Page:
A Catholic priest serving in Nigeria’s newly created Wukari Diocese in Taraba State which has a long history of tribal conflicts has erected a 12-foot crucifix in the Diocese to foster reconciliation among the warring tribes.
Fr. Anthony Odey who erected the crucifix says that he hopes the gesture will “draw and invoke the spirit of prayers” to end the intractable decades-long war between Tiv and Jukun tribes.
“Peace is what we have always prayed for and with the crucifix, we believe that Jesus will speak to his people since he is the prince of peace,” says Fr. Odey, the parish priest of St. James’ the Great Pastoral Area of Wukari Diocese that was created in December last year.
Adu, the area in which the pastoral area is located, is an agrarian farming community that is dominated by Tiv-speaking people who have been the victims of inter-ethnic violence that was first experienced in 1959.
The Tiv/Jukun violence reportedly occurs frequently in phases with the second phase appearing in 1980, the third in 1990, the fourth one in 2001, and the fifth one occurring 2019.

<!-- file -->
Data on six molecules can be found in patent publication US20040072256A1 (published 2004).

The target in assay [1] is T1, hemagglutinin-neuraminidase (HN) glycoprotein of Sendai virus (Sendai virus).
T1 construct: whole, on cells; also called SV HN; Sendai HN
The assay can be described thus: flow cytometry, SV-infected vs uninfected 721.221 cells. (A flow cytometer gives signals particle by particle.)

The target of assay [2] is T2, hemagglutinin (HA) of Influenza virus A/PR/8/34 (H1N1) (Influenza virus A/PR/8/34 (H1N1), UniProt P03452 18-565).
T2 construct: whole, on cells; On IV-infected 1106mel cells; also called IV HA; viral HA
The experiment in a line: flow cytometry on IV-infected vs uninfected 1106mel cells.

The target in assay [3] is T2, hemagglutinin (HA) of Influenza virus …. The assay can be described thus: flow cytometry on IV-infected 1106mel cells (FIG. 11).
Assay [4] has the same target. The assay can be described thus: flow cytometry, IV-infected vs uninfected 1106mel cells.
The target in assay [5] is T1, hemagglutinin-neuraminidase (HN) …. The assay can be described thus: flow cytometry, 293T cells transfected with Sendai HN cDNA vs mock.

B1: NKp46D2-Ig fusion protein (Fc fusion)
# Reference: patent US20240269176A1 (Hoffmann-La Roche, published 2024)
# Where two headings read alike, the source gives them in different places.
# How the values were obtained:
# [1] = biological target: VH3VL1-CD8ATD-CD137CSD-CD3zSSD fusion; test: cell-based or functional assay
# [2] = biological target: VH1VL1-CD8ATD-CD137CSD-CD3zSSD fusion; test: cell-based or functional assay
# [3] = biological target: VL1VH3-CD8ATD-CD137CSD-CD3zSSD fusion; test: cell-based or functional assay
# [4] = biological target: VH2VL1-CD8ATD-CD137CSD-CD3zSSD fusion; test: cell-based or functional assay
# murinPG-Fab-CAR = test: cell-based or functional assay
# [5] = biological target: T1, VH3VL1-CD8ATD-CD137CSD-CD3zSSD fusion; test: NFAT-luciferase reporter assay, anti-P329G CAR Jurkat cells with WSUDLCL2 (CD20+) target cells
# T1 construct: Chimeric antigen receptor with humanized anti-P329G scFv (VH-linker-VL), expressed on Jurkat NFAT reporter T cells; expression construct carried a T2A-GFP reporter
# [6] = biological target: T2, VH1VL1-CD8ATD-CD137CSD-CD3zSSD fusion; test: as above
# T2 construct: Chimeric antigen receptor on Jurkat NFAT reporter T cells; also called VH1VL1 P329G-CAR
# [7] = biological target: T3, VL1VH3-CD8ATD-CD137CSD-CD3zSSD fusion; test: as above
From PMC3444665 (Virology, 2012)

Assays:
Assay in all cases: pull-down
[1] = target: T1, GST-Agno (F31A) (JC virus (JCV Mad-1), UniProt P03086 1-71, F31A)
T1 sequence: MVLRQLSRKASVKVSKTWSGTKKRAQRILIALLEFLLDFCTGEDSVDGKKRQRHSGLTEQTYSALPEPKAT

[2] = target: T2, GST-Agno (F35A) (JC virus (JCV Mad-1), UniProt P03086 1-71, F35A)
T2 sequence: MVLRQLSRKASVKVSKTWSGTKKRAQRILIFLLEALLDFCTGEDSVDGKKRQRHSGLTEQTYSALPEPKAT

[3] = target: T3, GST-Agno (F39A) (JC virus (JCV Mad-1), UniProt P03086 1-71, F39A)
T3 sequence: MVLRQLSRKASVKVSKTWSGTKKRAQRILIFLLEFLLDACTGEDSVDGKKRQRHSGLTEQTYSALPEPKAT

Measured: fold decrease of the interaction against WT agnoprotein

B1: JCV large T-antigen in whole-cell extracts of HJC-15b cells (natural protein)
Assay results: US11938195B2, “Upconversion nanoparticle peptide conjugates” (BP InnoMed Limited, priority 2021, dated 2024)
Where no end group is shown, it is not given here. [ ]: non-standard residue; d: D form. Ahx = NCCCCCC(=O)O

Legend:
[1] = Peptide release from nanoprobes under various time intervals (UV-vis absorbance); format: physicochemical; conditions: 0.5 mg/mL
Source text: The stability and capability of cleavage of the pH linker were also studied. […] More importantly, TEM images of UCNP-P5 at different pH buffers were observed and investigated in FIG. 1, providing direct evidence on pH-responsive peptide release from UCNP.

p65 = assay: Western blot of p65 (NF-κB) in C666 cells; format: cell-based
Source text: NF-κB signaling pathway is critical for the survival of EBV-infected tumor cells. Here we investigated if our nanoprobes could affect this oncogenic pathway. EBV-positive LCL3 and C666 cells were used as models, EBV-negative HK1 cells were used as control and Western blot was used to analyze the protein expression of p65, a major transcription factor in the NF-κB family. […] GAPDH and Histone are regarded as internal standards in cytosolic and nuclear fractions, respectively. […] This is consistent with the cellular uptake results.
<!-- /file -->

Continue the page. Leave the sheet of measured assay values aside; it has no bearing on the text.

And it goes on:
The fifth phase which claimed the life of a priest who was shot and burnt while returning from a meeting to mediate in a conflict was followed by the recent one in 2023.
In the November 6 report, Fr. Odey said that the constant attacks have instilled fear in the people within the community and feels that the crucifix will be looked at as a source of solace thereby inspiring the perpetrator to embrace peace.
“Members of the community are always afraid of coming back home because there is no peace. And if the Gospel of Jesus must be preached, we need people, and that people can go there to pray, trusting that God will heal and restore them,” the Nigerian Priest said.
This year’s July clashes that involved the Karimjos and Wurkuns tribes claimed at least 50 lives with massive destruction of property.
In August, the pioneer Bishop of the Diocese decried communal clashes in the region calling for peace as “a breathing space” to realize development in the zone.
“We are really tired of being the epicenter of communal clashes in the State and in the country – a situation that has refused to give us a breathing space for peace and development to thrive in the zone in particular and the State in general,” Bishop Mark Maigida Nzukwein said.
The bishop added “Peace and tranquility have eluded Southern Taraba for quite some time now because, unfortunately, the inhabitants of this zone have refused to give peace a chance. Or rather they have failed to understand the true concept, the value and foundation for peace.”
The 54-year-old Nigerian bishop urged the State Government to rise up to the occasion in the State and, in justice, explore all means possible in order to broker a truce between the warring parties for the sake of peace.